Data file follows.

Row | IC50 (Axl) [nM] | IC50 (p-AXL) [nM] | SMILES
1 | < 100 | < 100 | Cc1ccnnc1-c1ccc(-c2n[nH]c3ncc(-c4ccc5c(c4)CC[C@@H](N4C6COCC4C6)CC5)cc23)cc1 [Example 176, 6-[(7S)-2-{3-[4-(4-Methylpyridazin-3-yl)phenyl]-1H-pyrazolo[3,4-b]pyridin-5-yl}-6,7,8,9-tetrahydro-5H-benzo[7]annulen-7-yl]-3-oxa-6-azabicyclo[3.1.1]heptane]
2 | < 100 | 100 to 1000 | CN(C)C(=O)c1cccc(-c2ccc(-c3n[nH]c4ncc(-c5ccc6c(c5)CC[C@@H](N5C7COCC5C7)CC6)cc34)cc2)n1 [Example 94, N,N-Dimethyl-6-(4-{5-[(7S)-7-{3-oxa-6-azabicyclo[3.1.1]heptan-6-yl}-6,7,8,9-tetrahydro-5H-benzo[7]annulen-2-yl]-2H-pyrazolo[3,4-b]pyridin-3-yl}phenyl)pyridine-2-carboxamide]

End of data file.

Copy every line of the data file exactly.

Row | IC50 (Axl) [nM] | IC50 (p-AXL) [nM] | SMILES
1 | < 100 | < 100 | Cc1ccnnc1-c1ccc(-c2n[nH]c3ncc(-c4ccc5c(c4)CC[C@@H](N4C6COCC4C6)CC5)cc23)cc1 [Example 176, 6-[(7S)-2-{3-[4-(4-Methylpyridazin-3-yl)phenyl]-1H-pyrazolo[3,4-b]pyridin-5-yl}-6,7,8,9-tetrahydro-5H-benzo[7]annulen-7-yl]-3-oxa-6-azabicyclo[3.1.1]heptane]
2 | < 100 | 100 to 1000 | CN(C)C(=O)c1cccc(-c2ccc(-c3n[nH]c4ncc(-c5ccc6c(c5)CC[C@@H](N5C7COCC5C7)CC6)cc34)cc2)n1 [Example 94, N,N-Dimethyl-6-(4-{5-[(7S)-7-{3-oxa-6-azabicyclo[3.1.1]heptan-6-yl}-6,7,8,9-tetrahydro-5H-benzo[7]annulen-2-yl]-2H-pyrazolo[3,4-b]pyridin-3-yl}phenyl)pyridine-2-carboxamide]